Let's Not Make a Big Deal

I waited tables in high school. The person who trained me was excellent and offered numerous small tips I have found valuable in just about every professional role I have held ever since.

One of the gems he stressed has been on my mind lately. Hal insisted that servers should do nothing that would unnecessarily draw guests' attention to the work we were doing. One of the points he drilled into our heads is that even when the restaurant was busting at the seems and operating at full volume, we should never move too hurriedly or appear frantic in front of customers. Doing so would only cause them to be distracted by our state of being and to more likely become concerned about how busy it was and how that would affect their food and service.

It was wise advice and it worked miracles in lots of settings since I first heard it at the age of 16. Think of your own experiences in busy venues. When servers or sales reps treat us in an efficient yet unhurried manner, the pace and potential stress of the activity that surrounds us seems to melt away. In contrast recall a time when a frantic server spread his anxiety to your dining party so that you, too, felt rushed and harried. Not the ideal eating experience.

It's been on my mind lately because I'm involved in a few efforts with some different organizations whose leaders see the new projects they are taking on as being risky, challenging to their members, or fraught with potential pitfalls. All of which is probably true for all I know, but the more they talk about their efforts that way the more I sense them becoming concerned about risk and failure. What they are growing distant from is the excitement they have for these new ideas and they very real value they believe they can provide to their members.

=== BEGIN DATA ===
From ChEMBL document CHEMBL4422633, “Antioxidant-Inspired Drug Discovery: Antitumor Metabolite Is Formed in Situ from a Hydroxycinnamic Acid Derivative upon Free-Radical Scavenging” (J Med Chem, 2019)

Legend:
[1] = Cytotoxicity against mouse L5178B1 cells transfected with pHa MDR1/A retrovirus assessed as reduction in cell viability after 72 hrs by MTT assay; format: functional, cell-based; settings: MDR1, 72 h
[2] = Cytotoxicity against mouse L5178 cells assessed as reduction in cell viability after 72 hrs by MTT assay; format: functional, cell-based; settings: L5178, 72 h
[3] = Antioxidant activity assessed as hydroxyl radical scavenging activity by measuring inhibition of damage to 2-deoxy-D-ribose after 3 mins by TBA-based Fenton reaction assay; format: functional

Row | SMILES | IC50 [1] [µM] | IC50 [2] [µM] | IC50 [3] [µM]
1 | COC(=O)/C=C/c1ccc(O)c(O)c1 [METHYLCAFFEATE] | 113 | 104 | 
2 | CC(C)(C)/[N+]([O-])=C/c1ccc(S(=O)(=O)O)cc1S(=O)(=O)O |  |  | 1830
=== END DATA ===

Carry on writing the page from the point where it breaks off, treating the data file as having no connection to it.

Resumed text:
The danger here is that letting their anxieties take too great a hold on them might cause them to overreact to some of the decisions they need to make or to spread their own anxiousness out into the membership, inflaming those who might already be viewing the new ventures with skepticism or cynicism.

It's one thing to be pragmatic and acknowledge that "whoa, we're taking on some pretty risky ideas here." It is another thing to make that a central part of the public conversation you have with your target audience or to constantly drop back to that thinking even among the leadership. Think about it initially, acknowledge the realities, plan for them, but for heaven's sake quit talking so much about it. Don't make it something that it might not be for a large number of the people who are approaching your new ideas with a neutral perspective.

In fact, the real act of leadership might be presenting a sea of normality to those who seem to be most challenged by the changes being pursued. The way we view the work in which we are engaged is very likely the way we will cause others to view our efforts.

Act as if something is a big deal and it most certainly will become one.